- Noblet 171
- Associate Professor
- PhD, Hydrology and Biogeochemistry, University of Colorado at Boulder
- MS, Hydrology and Water Resources, Lanzhou Institute of Glaciology & Geocryology, Chinese Academy of Sciences
- BS, Hydrogeology and Engineering Geology, Lanzhou University, China
Human perturbation and climate change have been altering the ecosystem and the environment we live in. Hydrology plays an extremely important role in helping us understand the processes that control the alteration. By studying hydrology, we may be able to find solutions to mitigate the changes that adversely affect our living. My studies focus on ecohydrology, watershed hydrology, and biogeochemistry. The main goal is to understand how human perturbation and climate change affect water quantity and quality and to find solutions to sustainably manage our water resources. Specifically, I am interested in (1) how forest perturbation and management affect stream water quantity, water quality and flow regime in black ash forests; (2) how climate change and land use change affect streamflow generation in snowmelt-dominated watersheds; and (3) how landscape and climate interact to control the fluxes of water and green-house gases in the Great Lakes region.
Areas of Expertise
- Ecohydrology and forest hydrology
- Hydrological and biogeochemical processes in snowmelt-dominated watersheds
- Black ash wetland ecosystem processes
Liu, F., R. N. Lerch, J. Yang, and G. Peters* (2020). Determining Streamflow Pathways
Using Geochemical Tracers in a Claypan Watershed. Hydrological Processes, 34 (11): 2494-2509. DOI: 10.1002/HYP.13743.
Ackerer**, J., C. Steefel, F. Liu, R. Bart, S. Khan, A. O'geen, C. Hunsaker, R. C. Bales (2020). Determining how Critical Zone structure constrains hydrogeochemical behavior of watersheds: learning from an elevation gradient in California’s Sierra Nevada. Frontiers in Water, doi: 10.3389/frwa.2020.00023.
Liu, F., M. Conklin, and G. Shaw (2017). Insights into concentration-discharge and endmember mixing analyses in the mid Merced River basin. Water Resources Research, 53, doi:10.1002/2016WR019437.
Shaw, G., M. H. Conklin, G. Nimz, and F. Liu (2014). Groundwater and surface water flow to the Merced River, Yosemite Valley, California: 36Cl and Cl- evidence. Water Resources Research, 10.1002/2013WR014222.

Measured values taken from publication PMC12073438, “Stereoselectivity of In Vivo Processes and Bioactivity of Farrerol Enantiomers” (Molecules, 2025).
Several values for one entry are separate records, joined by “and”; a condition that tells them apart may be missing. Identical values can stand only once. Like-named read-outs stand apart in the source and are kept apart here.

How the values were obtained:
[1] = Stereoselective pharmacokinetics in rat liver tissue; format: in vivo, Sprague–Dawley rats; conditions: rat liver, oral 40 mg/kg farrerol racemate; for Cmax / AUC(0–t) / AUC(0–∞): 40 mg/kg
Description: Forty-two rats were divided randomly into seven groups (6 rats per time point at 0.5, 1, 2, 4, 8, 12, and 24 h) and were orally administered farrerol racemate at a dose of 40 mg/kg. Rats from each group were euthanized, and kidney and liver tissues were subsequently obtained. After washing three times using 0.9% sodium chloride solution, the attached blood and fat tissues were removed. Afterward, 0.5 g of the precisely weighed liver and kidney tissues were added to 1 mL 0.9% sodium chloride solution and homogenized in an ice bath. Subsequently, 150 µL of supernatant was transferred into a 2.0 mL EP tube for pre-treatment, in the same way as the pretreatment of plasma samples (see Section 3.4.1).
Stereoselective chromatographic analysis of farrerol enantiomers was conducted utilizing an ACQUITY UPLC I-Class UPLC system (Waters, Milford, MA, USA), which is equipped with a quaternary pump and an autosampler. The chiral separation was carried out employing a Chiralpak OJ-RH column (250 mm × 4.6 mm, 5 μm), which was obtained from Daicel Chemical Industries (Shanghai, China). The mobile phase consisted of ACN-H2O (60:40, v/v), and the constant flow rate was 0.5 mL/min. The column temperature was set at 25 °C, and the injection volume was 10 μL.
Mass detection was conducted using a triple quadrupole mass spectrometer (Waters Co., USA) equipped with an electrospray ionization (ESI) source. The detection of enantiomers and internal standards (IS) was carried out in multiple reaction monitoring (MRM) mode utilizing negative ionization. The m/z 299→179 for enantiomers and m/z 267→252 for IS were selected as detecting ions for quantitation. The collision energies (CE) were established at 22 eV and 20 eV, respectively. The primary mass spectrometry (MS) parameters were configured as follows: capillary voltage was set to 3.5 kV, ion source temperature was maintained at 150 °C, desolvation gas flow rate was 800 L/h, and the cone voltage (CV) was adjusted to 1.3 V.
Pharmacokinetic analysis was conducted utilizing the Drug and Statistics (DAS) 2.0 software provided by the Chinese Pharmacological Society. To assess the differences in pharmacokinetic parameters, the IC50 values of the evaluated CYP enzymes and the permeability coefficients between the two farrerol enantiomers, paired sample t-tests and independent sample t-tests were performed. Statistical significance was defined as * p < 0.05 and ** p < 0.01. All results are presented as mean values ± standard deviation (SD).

Liu, F., C. Hunsaker, and R. C. Bales (2013). Controls of streamflow generation in
small catchments across snow/rain transition in the Southern Sierra, California. Hydrological Processes, 27, 1959-1972, DOI: 10.1002/hyp.9304.
Wang* Y., Y. Ding, B. Ye, F. Liu, J. Wang, and J. Wang (2013). Contributions of climate and human activities to changes in runoff of the Yellow and Yangtze Rivers from 1950 to 2008. Science China Earth Sciences, doi: 10.1007/s11430-012—4505-1.
Frisbee, M. D., F. M. Phillips, A. R. Campbell, F. Liu, and S. A. Sanchez (2011). Streamflow generation in a large, alpine watershed in the southern Rocky Mountains of Colorado: Is streamflow generation simply the aggregation of hillslope runoff responses? Water Resources Research, 47, W06512, doi: 10.1029/2010WR009391.
Liu, F., R. C. Bales, M. H. Conklin, and M. E. Conrad (2008). Stream flow generation from snowmelt in semi-arid, forested and seasonally snow-covered catchments, Valles Caldera, New Mexico. Water Resources Research, 44, W12443, doi:10.1029/2007WR006278.
Liu, F., M. Williams, and N. Caine (2004). Source waters and flow paths in an alpine catchment, Colorado Front Range, USA. Water Resources Research, Vol. 40, W09401, doi: 10.1029/2004WR003076.